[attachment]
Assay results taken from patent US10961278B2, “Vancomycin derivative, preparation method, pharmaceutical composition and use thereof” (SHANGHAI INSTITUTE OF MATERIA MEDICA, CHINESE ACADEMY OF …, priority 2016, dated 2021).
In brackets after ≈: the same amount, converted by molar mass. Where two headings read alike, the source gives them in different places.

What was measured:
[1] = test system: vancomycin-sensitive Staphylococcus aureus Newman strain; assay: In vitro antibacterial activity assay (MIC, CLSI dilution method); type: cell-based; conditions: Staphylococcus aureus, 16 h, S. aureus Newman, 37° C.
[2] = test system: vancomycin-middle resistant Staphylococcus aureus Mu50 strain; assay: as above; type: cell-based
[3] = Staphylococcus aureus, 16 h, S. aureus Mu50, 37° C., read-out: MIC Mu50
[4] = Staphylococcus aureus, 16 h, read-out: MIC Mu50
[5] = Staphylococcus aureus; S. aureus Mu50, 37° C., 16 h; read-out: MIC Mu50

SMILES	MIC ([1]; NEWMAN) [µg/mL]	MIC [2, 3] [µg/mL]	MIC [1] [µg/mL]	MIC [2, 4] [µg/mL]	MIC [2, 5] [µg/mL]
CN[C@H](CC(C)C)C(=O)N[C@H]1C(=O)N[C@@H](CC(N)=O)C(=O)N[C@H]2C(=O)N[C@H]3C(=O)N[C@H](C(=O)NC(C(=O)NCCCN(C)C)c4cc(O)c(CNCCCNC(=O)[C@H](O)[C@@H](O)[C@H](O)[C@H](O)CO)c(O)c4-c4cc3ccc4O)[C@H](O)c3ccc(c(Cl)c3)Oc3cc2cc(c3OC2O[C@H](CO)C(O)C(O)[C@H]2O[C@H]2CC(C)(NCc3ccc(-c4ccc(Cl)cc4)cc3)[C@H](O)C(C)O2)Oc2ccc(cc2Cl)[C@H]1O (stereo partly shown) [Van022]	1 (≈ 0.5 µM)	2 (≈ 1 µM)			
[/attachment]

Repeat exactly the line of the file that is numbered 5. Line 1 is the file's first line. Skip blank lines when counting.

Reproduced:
[2] = test system: vancomycin-middle resistant Staphylococcus aureus Mu50 strain; assay: as above; type: cell-based